This weekend, cook up a small batch of strawberry jam. I use Meyer lemons here, but any flavor enhancer is welcome!
Earlier this week, I hosted an hour-long Facebook livestream on the topic of jam making. I used a small batch of Strawberry Meyer Lemon Jam to demonstrate the no-additional-pectin approach.
I started with just two pounds of berries, used a scant two cups of sugar and flavored the whole thing with the zest and juice from two Meyer lemons. When the jam was finished cooking, the yield was two pints (you may be sensing a theme here). I canned up the finished jam in these cute half pint Anchor Hocking jars I got from Fillmore Container.
If you find yourself in possession of a couple of pounds of berries this weekend (there’s no shame in using a clamshell from the grocery store), consider making something similar. Oh, and if you can’t get Meyer lemons, try flavoring the jam with vanilla bean paste, grated ginger, a splash of balsamic vinegar, or even the juice and zest from some regular lemons or limes.
Strawberry Meyer Lemon Jam
- 2 pounds strawberries hulled and chopped
- 2 cups granulated sugar
- 2 Meyer lemons zested and juiced
- Prepare a boiling water bath canner and enough jars to hold two pints.
- Combine the berries and sugar in a low, wide non-reactive pot. Stir to combine and let it sit until the sugar begins to dissolve.
- Put the pot on the stove over high heat. Bring the jam to a boil and reduce the heat to medium-high. Cook, stirring regularly, for 12-20 minutes.
- Towards the end of cooking, add the lemon zest and juice.
- Check for set using your favorite method.
- When you've deemed that the jam is thick enough, remove the pot from the heat.
- Funnel the finished jam into the prepared jars, leaving 1/2 inch headspace.
- Wipe the rims, apply the lids and rings, and process in a boiling water bath canner for 10 minutes.
- When the time is up, remove the jars and set them on a folded kitchen towel to cool. When the jars have cooled enough that you can comfortably handle them, check the seals. Sealed jars can be stored at room temperature for up to a year. Any unsealed jars should be refrigerated and used promptly.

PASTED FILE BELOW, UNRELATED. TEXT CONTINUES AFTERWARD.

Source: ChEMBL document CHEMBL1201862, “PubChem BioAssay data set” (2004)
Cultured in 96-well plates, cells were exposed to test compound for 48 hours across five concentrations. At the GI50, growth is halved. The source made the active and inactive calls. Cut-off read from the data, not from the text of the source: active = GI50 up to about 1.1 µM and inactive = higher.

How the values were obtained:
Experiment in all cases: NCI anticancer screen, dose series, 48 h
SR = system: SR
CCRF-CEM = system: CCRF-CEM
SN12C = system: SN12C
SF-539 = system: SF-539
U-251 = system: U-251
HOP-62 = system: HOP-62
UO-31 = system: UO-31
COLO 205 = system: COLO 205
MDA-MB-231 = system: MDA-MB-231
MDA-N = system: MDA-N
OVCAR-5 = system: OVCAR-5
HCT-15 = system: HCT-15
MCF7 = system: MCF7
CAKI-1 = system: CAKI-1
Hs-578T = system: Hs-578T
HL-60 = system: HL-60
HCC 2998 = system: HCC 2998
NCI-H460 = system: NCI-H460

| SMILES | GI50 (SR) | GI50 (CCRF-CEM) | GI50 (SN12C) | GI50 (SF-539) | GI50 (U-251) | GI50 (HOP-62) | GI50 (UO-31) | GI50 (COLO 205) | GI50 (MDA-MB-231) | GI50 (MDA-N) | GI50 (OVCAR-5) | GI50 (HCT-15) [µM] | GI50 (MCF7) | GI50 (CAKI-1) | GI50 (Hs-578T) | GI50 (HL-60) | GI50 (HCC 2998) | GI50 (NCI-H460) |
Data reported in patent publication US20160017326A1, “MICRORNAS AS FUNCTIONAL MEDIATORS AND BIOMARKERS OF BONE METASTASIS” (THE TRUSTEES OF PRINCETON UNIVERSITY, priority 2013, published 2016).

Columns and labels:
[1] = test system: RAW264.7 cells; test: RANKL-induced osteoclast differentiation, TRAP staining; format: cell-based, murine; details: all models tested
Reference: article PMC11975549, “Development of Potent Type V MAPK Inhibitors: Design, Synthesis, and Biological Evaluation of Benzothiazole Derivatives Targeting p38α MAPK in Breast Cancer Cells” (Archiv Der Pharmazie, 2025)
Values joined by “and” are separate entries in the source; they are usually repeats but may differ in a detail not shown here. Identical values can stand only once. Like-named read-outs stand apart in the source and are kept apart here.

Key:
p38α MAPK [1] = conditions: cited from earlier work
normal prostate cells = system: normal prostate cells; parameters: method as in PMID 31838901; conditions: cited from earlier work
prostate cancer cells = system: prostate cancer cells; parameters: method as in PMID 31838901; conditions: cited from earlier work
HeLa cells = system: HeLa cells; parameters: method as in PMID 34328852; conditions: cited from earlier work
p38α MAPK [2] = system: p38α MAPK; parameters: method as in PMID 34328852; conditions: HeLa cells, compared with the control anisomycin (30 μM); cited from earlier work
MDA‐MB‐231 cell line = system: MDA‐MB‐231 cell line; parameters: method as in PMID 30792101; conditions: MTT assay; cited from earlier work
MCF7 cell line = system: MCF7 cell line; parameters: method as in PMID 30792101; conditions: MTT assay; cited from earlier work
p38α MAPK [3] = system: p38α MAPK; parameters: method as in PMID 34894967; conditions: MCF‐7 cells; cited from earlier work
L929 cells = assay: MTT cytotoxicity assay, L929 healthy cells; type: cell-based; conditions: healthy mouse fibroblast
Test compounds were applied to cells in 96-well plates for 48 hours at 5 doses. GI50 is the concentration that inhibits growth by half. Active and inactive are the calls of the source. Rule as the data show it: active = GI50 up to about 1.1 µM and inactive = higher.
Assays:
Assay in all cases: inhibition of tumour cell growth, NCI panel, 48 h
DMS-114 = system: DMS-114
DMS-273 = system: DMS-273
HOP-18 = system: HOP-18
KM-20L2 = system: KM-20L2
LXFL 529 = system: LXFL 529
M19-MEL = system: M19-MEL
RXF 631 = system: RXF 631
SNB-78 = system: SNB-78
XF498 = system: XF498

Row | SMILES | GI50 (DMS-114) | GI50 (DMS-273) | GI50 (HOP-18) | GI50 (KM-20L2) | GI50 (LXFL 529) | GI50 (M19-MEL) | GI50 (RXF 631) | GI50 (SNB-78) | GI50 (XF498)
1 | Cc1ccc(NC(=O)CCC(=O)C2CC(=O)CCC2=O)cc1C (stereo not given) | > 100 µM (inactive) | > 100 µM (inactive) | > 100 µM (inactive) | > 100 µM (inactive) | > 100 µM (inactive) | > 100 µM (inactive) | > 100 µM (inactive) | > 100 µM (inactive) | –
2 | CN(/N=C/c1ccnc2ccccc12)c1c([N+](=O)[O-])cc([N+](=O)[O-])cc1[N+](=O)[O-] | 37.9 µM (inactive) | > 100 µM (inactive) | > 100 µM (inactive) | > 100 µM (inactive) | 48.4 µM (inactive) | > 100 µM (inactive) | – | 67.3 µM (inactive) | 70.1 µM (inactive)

Easy recipe, and it’s actually quicker than I was expecting. Delicious and so simple, thanks for sharing!
So happy to hear that you liked it!
Basically, like you said in your live video, you can use the 2 for 1 ratio = 2 pounds berries for 1 pound sugar, right? I love this simple recipe. Like you said, it’s a base and you can try any spices and flavour you want.
I’d like to make more jams . The strawberry Meyers lemon is very appealing except for the sugar ratio. I need a low sugar alternative for my dietary needs. Are there alternative sweetness for me?
If you can handle some sugar, I have an archive of low sugar options that you can find here: https://foodinjars.com/?s=low+sugar
If you’re looking for something without refined sugar, I wrote a whole book about preserving with other, less refined sweeteners (honey, maple, agave, coconut sugar, dried fruits and fruit juice concentrates). It’s called Naturally Sweet Food in Jars and you can find it here: https://amzn.to/2HJ7414
If you want to make jam with non-sugar sweeteners, that becomes a harder ask because they don’t perform well in jam making situations. A fruit butter with no added sweetener might be your best bet. https://foodinjars.com/recipe_category/fruit-butters/?post_types=recipe
I hope this is helpful!
I have never gotten this to gel for me using just the membranes and seeds. I’ve always had to add pectin. What am I doing wrong?
Perhaps not cooking it at a high enough boil?
I love this combo and have made it several times. I just tried the same technique with peaches and it was also delicious!
I was wondering if I could sub half the strawberries with rhubarb. too tart?
I’ve not tried it, but it would be a fine swap from a safety perspective.
I made the Strawberry Meyer Lemon Marmalade today, absolutely delicious! and so easy. Thank You
Thank you! I’m so glad you like it!